In the same shopping centre as the Whole Foods Market (don't let the name put you off by the way it's an upmarket grocery chain) on the ground level there is a large Williams Sonoma shop. They've got wonderful kitchen, baking and cooking stuff. Then there is also the cookbook section in the Barnes & Noble at West 65th/Broadway (the subway stop is right outside), my friend and I thought we'd died and gone to heaven. They also have a great craft and needlework section (can you tell I've been lurking?).
Finally I think you might enjoy the home section at Anthropologie in the Rockefeller centre. It's a clothes shop really but they have got fantastic home wares too.
All these places of course have websites, so you can check it out before you go and see whether you might like it.
Okay, I think that really is it now, apart from maybe pointing out that the Manhattan Diner on Broadway does amazing breakfasts.
Have fun!

Anonymous said...

You must do pizza. If you can't get to Brooklyn then definitely spend the money at Una Pizza Napoletana - they stop making it when the dough runs out. Expensive but honestly the best pizza in all of New York right now. Otherwise DiFara's or Grimaldi's.

Although Magnolia Bakery is great, you should try the Sugar Sweet Sunshine Bakery on the LES (it's right next to Economy Candy an old timey candy shop). Much moister and richer cupcakes. You can also then hit up the Whole Foods in the Bowery which is much more spacious and with less people than the ones in Union Square or Time Warner. If you are on the LES hit Yonnah Schimmel's for knishes.

Chelsea Market is a must see. Tons of shops and purveyors located in one place. The bakeries are plentiful and sinful. Very vast. You will then also be quite close to the Meatpacking District which has lots of overpriced restaurants. I would tend to avoid those. However you should hit the Farmers Market at Union Square. Saturdays are the best days with the most purveyors.

The new hot restaurant is Ippudo Ramen but you can also try for the new MoMoFuKo which is impossible to get in but does things with pork belly that will have you spinning. Alternatively and a better suggestion, you can have a 4 star lunch at Jean Georges (right near the Time Warner Center if you are going to that Whole Foods) for $29. Kid you not. The same meal for dinner would cost $400. It's a hidden lunch gem. Plus what the pastry chef can do is amazing-you get a trio of desserts that combine flavors such as olive and chocolate to create sinful and unique desserts.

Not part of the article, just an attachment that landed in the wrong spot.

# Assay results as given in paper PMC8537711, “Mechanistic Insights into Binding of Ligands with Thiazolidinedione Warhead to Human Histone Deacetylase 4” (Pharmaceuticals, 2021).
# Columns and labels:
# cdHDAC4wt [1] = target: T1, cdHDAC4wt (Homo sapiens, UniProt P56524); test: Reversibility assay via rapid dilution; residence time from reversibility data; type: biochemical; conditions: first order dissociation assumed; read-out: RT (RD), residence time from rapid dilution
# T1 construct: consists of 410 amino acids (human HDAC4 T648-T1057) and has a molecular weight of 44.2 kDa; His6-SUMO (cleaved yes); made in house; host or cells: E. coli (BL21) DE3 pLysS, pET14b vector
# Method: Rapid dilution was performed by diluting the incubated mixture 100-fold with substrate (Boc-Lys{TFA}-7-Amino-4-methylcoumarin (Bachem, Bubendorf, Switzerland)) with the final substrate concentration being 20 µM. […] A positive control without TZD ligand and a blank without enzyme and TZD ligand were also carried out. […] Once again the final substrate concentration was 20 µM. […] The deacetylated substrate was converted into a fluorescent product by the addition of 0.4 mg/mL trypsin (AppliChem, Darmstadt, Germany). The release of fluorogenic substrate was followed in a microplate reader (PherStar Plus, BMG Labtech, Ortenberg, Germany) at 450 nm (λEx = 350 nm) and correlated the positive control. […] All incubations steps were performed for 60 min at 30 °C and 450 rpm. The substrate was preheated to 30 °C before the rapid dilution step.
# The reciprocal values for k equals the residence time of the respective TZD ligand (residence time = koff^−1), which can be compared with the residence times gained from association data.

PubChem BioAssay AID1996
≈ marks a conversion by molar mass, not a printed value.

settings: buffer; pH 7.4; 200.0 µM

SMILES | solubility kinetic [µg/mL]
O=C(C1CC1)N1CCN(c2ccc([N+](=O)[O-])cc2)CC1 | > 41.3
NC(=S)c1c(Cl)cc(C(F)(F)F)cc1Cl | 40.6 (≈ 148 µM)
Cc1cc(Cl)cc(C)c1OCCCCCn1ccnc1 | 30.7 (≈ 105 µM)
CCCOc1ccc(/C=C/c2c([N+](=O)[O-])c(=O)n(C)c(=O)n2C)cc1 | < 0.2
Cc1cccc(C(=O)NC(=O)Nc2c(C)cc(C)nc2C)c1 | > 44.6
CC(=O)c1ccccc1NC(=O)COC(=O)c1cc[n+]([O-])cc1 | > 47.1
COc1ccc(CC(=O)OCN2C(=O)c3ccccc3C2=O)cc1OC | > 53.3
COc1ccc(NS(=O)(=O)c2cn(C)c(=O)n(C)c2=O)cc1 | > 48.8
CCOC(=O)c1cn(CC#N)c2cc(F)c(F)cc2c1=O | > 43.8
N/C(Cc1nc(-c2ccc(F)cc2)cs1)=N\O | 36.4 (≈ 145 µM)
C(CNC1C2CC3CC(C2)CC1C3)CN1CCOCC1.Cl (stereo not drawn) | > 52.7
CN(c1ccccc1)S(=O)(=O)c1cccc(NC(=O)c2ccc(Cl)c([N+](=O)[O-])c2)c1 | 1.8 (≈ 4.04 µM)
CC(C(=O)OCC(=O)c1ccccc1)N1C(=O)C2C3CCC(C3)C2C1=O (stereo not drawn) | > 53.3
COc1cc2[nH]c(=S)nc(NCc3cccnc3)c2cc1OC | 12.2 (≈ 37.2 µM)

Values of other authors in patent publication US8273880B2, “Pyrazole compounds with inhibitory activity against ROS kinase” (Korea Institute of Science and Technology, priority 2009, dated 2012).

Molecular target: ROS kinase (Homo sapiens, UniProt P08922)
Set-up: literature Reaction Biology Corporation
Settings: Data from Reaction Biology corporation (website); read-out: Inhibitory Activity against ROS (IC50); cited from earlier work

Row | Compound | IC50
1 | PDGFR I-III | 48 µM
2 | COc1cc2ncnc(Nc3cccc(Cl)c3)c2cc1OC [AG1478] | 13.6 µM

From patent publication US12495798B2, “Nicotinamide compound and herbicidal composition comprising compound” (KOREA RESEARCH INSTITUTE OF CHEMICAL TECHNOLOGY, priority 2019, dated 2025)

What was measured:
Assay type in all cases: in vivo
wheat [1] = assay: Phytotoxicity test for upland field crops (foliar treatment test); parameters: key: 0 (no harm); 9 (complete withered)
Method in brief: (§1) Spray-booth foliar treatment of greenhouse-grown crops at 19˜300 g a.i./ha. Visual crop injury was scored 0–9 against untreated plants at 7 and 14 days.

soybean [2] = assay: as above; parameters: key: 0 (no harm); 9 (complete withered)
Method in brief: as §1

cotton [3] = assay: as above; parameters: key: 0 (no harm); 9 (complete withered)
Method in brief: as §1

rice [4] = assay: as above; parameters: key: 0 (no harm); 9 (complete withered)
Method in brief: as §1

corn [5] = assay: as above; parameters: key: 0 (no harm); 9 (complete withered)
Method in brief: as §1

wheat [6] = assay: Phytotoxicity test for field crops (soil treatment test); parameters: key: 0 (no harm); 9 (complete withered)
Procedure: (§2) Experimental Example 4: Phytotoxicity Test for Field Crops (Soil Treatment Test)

Another newbie on the lunch scene is WD-50, the city's offerings for molecular gastronomy. they are just starting today. WD-50s former pastry chef is now at Tailor which although had a rocky start has listened to customer suggestions and has become pretty good. Savory flavors are made into desserts and sweet in turn into savory dishes.

For deli's (although another commenter suggested it) Carnegie is vastly overpriced and overrated. Either go to Katz's if you are visiting the Lower East Side or you could visit the Second Avenue Deli (now located on 33rd (?)and 3rd avenue - don't ask).

Of course there is the new rage of single ingredient restaurants - Rice (rice pudding), Totally Baked (jacket potatos), S'Mac (mac & cheese), Peanutbutter & Co. (which their death by peanut butter really will kill you from all the goodness. You can also buy various flavors of pb there as well as in the grocery stores.)

Anonymous said...

Meant to add to that mammoth post that:


Can also be guides if you are looking for some advice.

*I used to do PR for a few restaurants in NYC, can you tell?* ;)

Hannah said...

Thank you all for the lovely suggestions! Off to the airport shortly so will take all these with me and report next week on everything we found and tried!

milhan said...

I'm sure you are already in NYC by now...but I'm still wishing you a safe trip, and I hope you have a wonderful time in the city of my birth (and my hometown until I was about 28yrs old!)...